“MRI scans show that after an eight-week course of mindfulness practice, the brain’s ‘fight or flight’ center, the amygdala, appears to shrink. The connection between the amygdala and the rest of the brain gets weaker, while the connections between areas associated with attention and concentration get stronger.” (Ireland, 2014)
As the more “rational” parts of the brain grow stronger with mediation, the primal fear responses become less powerful in determining our thoughts and behavior. The benefits of meditation are greatest when practiced regularly. Just as we exercise our bodies consistently to reap the benefits of building muscles, our brain too requires this type of repetitious training to reap the full benefits of meditation.
If you are experiencing relationship anxiety, it can be helpful to address your concerns with your partner. Choose a time when both of you can be fully committed to the conversation and not distracted. Remember to use “I language” to demonstrate ownership of your feelings and behavior.
You may say something like, “I realize lately I can’t seem to stop worrying about our future together. I’m afraid you don’t want to be with me.” In this way, you are simply stating your truth, you are not making assumptions.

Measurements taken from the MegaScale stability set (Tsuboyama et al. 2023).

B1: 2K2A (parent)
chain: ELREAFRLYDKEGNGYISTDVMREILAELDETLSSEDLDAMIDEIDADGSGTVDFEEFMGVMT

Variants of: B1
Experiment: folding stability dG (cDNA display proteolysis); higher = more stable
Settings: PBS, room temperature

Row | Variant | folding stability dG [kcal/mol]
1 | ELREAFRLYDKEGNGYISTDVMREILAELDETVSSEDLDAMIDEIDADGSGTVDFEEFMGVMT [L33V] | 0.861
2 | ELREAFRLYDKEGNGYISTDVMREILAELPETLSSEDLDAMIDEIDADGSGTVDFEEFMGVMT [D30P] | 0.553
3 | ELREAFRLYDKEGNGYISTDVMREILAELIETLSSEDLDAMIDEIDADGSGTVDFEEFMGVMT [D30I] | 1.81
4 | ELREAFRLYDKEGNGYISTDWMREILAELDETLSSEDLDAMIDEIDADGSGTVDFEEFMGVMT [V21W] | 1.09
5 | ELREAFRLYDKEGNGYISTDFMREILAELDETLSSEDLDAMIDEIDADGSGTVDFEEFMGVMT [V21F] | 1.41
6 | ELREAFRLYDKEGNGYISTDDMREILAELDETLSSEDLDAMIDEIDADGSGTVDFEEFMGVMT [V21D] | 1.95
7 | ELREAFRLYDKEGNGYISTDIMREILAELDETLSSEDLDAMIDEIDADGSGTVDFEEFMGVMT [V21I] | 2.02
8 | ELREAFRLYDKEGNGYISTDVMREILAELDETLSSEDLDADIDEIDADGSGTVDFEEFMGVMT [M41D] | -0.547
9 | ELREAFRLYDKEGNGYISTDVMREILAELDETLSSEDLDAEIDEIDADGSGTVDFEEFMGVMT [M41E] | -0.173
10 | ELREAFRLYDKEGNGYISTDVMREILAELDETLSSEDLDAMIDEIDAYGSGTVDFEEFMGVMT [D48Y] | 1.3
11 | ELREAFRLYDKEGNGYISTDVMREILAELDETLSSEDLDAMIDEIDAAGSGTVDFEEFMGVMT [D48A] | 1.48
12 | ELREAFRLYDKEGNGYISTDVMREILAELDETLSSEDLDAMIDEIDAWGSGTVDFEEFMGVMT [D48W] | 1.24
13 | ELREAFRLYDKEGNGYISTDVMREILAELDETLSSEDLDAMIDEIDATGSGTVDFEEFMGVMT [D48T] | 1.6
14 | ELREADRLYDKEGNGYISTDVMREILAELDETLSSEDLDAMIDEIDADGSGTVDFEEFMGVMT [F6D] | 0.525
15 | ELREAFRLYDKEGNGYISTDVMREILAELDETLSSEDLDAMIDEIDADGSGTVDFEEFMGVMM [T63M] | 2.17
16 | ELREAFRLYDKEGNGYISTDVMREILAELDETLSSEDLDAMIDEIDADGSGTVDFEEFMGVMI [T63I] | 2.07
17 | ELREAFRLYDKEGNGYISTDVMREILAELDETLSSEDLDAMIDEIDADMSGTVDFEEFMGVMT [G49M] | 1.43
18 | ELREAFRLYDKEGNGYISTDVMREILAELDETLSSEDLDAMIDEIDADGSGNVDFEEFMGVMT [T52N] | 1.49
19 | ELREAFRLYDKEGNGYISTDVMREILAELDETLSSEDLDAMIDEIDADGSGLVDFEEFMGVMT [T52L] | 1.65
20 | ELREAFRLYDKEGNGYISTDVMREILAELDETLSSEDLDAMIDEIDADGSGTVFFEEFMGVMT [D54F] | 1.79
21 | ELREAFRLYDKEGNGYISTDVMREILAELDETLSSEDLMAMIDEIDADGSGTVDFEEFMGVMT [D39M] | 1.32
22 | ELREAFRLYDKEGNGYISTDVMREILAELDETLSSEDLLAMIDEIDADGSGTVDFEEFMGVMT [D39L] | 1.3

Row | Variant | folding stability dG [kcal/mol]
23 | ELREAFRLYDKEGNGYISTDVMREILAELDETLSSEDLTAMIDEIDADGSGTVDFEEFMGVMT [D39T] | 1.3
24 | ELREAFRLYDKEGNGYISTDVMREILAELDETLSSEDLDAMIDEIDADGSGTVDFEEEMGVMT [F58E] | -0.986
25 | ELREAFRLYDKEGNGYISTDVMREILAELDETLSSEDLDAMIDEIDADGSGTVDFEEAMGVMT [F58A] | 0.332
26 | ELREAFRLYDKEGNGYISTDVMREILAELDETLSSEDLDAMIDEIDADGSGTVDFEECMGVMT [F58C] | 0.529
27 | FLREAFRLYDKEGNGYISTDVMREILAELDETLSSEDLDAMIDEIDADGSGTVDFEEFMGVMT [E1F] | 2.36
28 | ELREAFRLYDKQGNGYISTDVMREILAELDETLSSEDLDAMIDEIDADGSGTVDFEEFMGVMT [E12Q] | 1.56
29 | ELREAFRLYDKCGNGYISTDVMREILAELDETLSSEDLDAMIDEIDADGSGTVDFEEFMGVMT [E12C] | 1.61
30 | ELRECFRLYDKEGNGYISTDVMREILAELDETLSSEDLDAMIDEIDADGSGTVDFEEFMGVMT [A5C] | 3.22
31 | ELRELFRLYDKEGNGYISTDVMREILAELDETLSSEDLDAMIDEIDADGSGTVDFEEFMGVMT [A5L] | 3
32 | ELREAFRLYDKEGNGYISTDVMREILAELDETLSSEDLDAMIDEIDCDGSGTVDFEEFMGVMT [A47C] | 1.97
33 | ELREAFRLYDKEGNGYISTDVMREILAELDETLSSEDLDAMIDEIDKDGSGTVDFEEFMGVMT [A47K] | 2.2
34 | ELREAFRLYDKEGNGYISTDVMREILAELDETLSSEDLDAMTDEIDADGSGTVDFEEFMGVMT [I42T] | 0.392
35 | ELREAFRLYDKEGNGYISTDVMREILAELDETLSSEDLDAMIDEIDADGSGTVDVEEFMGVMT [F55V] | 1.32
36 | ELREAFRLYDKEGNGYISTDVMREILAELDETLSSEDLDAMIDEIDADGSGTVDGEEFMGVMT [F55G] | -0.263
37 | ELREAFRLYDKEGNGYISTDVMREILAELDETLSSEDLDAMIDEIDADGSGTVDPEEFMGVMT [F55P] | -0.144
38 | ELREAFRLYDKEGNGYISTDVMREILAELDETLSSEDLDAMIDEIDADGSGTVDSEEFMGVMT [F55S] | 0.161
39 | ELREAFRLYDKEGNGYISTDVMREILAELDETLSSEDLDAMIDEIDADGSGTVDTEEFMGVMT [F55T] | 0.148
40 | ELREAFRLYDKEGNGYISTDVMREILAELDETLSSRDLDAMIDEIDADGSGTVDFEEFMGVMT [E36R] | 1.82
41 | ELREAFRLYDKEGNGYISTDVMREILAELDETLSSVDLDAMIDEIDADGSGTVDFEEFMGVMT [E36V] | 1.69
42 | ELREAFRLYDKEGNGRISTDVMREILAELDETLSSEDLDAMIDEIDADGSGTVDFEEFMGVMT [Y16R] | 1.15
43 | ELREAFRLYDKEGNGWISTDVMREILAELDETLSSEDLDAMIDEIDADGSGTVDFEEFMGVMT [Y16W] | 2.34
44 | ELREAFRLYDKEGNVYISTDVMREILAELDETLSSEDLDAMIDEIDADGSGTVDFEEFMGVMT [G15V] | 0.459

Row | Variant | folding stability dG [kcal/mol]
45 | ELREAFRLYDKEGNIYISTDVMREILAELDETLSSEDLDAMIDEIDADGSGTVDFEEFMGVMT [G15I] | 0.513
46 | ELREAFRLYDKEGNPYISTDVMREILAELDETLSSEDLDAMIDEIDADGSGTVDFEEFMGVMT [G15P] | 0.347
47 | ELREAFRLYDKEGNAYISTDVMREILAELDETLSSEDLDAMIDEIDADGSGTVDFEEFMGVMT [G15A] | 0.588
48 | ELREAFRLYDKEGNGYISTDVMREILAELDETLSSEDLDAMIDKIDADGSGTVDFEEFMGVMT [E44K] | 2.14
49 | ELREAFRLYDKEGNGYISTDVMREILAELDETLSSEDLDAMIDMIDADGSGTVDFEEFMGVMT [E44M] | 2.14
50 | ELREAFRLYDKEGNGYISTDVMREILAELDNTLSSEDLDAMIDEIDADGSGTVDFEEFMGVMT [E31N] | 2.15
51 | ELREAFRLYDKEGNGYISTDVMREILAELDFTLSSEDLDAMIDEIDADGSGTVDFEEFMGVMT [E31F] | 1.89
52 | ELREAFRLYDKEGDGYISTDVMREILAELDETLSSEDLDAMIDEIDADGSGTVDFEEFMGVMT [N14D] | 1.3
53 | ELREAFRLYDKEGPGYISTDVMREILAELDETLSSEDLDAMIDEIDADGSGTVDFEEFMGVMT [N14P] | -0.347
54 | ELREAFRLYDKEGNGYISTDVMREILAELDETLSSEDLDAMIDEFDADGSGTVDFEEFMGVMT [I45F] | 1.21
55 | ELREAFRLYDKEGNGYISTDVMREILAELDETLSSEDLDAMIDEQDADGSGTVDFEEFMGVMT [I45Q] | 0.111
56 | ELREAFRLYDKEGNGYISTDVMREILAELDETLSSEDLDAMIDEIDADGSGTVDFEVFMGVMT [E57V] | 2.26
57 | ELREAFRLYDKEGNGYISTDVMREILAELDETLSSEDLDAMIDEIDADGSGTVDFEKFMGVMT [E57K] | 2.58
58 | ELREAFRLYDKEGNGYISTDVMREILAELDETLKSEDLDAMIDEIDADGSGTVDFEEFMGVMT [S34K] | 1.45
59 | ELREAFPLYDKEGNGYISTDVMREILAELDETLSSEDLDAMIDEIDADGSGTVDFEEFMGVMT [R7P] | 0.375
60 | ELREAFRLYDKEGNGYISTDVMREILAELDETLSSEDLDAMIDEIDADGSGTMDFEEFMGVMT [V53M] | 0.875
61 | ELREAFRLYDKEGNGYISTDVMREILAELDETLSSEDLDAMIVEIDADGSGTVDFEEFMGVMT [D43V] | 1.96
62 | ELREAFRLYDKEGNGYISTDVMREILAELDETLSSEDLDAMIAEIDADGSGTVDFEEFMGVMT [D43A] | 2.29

It is up to your partner at this point in the conversation, to speak their truth and either confirm or deny your fears. At the end of the conversation, you will have the information you need to determine if you need support to help alleviate your relationship anxiety.
Create Joy Outside of Your Relationship
Some of the happiest relationships are those in which each person has their own identity and interests. When we first enter into a relationship, it is not uncommon to become entangled with one another’s life, hobbies, interests, and friends. However, as time passes, and life brings its challenges, it becomes clear just how important it is to maintain some sense of autonomy.
What brings you joy? If you won the lottery, what would you be doing with your time? Discover what brings you joy outside of your relationship.
No one can meet all of our needs, it is impossible. Forget the fairytales of the “knight in shining armor” or the “perfect princess,” I’m afraid they don’t exist. A “happily ever after” won’t solve all of your problems. A balance of your interests, your friends, and your hobbies, with those of your partner, creates a happy and more balanced relationship.
Say goodbye to relationship anxiety – Conclusion
Once you identify your symptoms of anxiety and understand how they possibly manifested, it is easier to treat the issue. Whether you see a counselor for individual therapy or as a couple, relieving relationship anxiety is possible.
It is never easy to make changes. Growth requires a lot of internal work and patience. Growth is also rarely linear. Often, we take ten steps forward and then two steps back. Focus on your goals, whatever they may be, and believe in yourself, change is possible.